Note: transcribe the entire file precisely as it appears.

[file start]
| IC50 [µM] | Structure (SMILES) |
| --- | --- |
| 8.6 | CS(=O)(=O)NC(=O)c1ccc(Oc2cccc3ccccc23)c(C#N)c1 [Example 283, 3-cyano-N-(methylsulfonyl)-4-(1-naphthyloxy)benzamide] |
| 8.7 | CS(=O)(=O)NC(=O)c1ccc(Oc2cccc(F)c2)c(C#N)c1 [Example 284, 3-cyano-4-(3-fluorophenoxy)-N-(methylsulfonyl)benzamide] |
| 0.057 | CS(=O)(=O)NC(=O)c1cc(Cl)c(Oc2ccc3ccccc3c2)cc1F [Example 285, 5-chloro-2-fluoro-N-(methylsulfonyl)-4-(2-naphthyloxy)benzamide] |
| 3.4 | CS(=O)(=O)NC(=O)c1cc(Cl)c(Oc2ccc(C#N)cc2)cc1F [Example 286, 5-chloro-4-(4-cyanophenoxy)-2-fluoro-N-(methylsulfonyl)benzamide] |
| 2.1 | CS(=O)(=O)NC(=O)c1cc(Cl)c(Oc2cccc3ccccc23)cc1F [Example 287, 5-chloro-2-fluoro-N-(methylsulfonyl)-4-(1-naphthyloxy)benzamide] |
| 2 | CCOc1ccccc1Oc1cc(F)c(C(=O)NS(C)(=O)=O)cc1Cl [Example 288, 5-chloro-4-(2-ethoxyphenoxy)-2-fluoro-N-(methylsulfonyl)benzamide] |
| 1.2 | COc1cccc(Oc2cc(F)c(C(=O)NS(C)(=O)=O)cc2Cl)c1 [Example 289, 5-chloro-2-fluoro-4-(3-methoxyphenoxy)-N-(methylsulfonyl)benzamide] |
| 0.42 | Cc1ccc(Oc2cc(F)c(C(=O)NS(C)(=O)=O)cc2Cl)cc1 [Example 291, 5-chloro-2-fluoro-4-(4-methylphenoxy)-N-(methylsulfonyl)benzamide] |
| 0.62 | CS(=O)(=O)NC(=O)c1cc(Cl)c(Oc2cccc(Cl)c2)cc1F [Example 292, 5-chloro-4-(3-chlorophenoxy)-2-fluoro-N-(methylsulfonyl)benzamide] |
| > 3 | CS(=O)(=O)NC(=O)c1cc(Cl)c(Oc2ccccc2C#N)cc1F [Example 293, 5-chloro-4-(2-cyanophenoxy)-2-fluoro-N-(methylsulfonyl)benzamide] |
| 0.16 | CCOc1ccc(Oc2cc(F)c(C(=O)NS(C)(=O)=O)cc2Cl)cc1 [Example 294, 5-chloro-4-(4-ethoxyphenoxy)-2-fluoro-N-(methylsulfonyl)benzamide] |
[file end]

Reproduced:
| IC50 [µM] | Structure (SMILES) |
| --- | --- |
| 8.6 | CS(=O)(=O)NC(=O)c1ccc(Oc2cccc3ccccc23)c(C#N)c1 [Example 283, 3-cyano-N-(methylsulfonyl)-4-(1-naphthyloxy)benzamide] |
| 8.7 | CS(=O)(=O)NC(=O)c1ccc(Oc2cccc(F)c2)c(C#N)c1 [Example 284, 3-cyano-4-(3-fluorophenoxy)-N-(methylsulfonyl)benzamide] |
| 0.057 | CS(=O)(=O)NC(=O)c1cc(Cl)c(Oc2ccc3ccccc3c2)cc1F [Example 285, 5-chloro-2-fluoro-N-(methylsulfonyl)-4-(2-naphthyloxy)benzamide] |
| 3.4 | CS(=O)(=O)NC(=O)c1cc(Cl)c(Oc2ccc(C#N)cc2)cc1F [Example 286, 5-chloro-4-(4-cyanophenoxy)-2-fluoro-N-(methylsulfonyl)benzamide] |
| 2.1 | CS(=O)(=O)NC(=O)c1cc(Cl)c(Oc2cccc3ccccc23)cc1F [Example 287, 5-chloro-2-fluoro-N-(methylsulfonyl)-4-(1-naphthyloxy)benzamide] |
| 2 | CCOc1ccccc1Oc1cc(F)c(C(=O)NS(C)(=O)=O)cc1Cl [Example 288, 5-chloro-4-(2-ethoxyphenoxy)-2-fluoro-N-(methylsulfonyl)benzamide] |
| 1.2 | COc1cccc(Oc2cc(F)c(C(=O)NS(C)(=O)=O)cc2Cl)c1 [Example 289, 5-chloro-2-fluoro-4-(3-methoxyphenoxy)-N-(methylsulfonyl)benzamide] |
| 0.42 | Cc1ccc(Oc2cc(F)c(C(=O)NS(C)(=O)=O)cc2Cl)cc1 [Example 291, 5-chloro-2-fluoro-4-(4-methylphenoxy)-N-(methylsulfonyl)benzamide] |
| 0.62 | CS(=O)(=O)NC(=O)c1cc(Cl)c(Oc2cccc(Cl)c2)cc1F [Example 292, 5-chloro-4-(3-chlorophenoxy)-2-fluoro-N-(methylsulfonyl)benzamide] |
| > 3 | CS(=O)(=O)NC(=O)c1cc(Cl)c(Oc2ccccc2C#N)cc1F [Example 293, 5-chloro-4-(2-cyanophenoxy)-2-fluoro-N-(methylsulfonyl)benzamide] |
| 0.16 | CCOc1ccc(Oc2cc(F)c(C(=O)NS(C)(=O)=O)cc2Cl)cc1 [Example 294, 5-chloro-4-(4-ethoxyphenoxy)-2-fluoro-N-(methylsulfonyl)benzamide] |